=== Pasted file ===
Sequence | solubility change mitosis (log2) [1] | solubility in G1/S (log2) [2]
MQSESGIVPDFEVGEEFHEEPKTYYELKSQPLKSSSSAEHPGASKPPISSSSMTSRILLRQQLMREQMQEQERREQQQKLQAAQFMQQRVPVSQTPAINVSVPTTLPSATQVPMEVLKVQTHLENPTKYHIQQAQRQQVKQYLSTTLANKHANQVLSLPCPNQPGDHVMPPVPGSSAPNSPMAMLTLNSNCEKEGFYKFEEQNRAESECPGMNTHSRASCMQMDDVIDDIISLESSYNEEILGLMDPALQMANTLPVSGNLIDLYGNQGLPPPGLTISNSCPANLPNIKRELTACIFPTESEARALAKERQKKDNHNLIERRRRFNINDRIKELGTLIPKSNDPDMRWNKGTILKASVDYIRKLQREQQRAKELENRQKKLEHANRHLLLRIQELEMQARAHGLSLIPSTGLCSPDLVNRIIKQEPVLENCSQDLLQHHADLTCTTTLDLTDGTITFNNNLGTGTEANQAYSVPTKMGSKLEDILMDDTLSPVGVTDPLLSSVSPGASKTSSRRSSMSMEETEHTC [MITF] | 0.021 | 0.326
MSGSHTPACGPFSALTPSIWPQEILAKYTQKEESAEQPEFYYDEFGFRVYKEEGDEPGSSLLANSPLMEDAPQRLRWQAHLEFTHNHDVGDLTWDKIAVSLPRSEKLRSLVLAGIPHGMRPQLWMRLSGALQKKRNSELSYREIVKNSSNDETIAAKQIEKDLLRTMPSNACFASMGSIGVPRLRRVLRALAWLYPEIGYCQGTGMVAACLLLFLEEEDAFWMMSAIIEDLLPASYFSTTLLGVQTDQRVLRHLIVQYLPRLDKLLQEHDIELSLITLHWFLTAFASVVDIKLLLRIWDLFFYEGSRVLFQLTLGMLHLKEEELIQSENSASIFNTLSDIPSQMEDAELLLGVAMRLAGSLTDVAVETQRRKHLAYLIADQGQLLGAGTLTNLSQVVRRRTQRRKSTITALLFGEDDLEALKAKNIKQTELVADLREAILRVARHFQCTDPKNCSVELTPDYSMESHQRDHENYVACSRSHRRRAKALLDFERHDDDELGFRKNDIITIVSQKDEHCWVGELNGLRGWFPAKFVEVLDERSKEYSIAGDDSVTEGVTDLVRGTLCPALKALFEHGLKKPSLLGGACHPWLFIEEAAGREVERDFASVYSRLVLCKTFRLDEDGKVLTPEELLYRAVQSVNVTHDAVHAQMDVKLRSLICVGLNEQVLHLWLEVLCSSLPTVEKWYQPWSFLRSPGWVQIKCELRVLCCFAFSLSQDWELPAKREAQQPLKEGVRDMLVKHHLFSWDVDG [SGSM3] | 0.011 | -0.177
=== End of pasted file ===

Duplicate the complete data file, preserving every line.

Sequence | solubility change mitosis (log2) [1] | solubility in G1/S (log2) [2]
MQSESGIVPDFEVGEEFHEEPKTYYELKSQPLKSSSSAEHPGASKPPISSSSMTSRILLRQQLMREQMQEQERREQQQKLQAAQFMQQRVPVSQTPAINVSVPTTLPSATQVPMEVLKVQTHLENPTKYHIQQAQRQQVKQYLSTTLANKHANQVLSLPCPNQPGDHVMPPVPGSSAPNSPMAMLTLNSNCEKEGFYKFEEQNRAESECPGMNTHSRASCMQMDDVIDDIISLESSYNEEILGLMDPALQMANTLPVSGNLIDLYGNQGLPPPGLTISNSCPANLPNIKRELTACIFPTESEARALAKERQKKDNHNLIERRRRFNINDRIKELGTLIPKSNDPDMRWNKGTILKASVDYIRKLQREQQRAKELENRQKKLEHANRHLLLRIQELEMQARAHGLSLIPSTGLCSPDLVNRIIKQEPVLENCSQDLLQHHADLTCTTTLDLTDGTITFNNNLGTGTEANQAYSVPTKMGSKLEDILMDDTLSPVGVTDPLLSSVSPGASKTSSRRSSMSMEETEHTC [MITF] | 0.021 | 0.326
MSGSHTPACGPFSALTPSIWPQEILAKYTQKEESAEQPEFYYDEFGFRVYKEEGDEPGSSLLANSPLMEDAPQRLRWQAHLEFTHNHDVGDLTWDKIAVSLPRSEKLRSLVLAGIPHGMRPQLWMRLSGALQKKRNSELSYREIVKNSSNDETIAAKQIEKDLLRTMPSNACFASMGSIGVPRLRRVLRALAWLYPEIGYCQGTGMVAACLLLFLEEEDAFWMMSAIIEDLLPASYFSTTLLGVQTDQRVLRHLIVQYLPRLDKLLQEHDIELSLITLHWFLTAFASVVDIKLLLRIWDLFFYEGSRVLFQLTLGMLHLKEEELIQSENSASIFNTLSDIPSQMEDAELLLGVAMRLAGSLTDVAVETQRRKHLAYLIADQGQLLGAGTLTNLSQVVRRRTQRRKSTITALLFGEDDLEALKAKNIKQTELVADLREAILRVARHFQCTDPKNCSVELTPDYSMESHQRDHENYVACSRSHRRRAKALLDFERHDDDELGFRKNDIITIVSQKDEHCWVGELNGLRGWFPAKFVEVLDERSKEYSIAGDDSVTEGVTDLVRGTLCPALKALFEHGLKKPSLLGGACHPWLFIEEAAGREVERDFASVYSRLVLCKTFRLDEDGKVLTPEELLYRAVQSVNVTHDAVHAQMDVKLRSLICVGLNEQVLHLWLEVLCSSLPTVEKWYQPWSFLRSPGWVQIKCELRVLCCFAFSLSQDWELPAKREAQQPLKEGVRDMLVKHHLFSWDVDG [SGSM3] | 0.011 | -0.177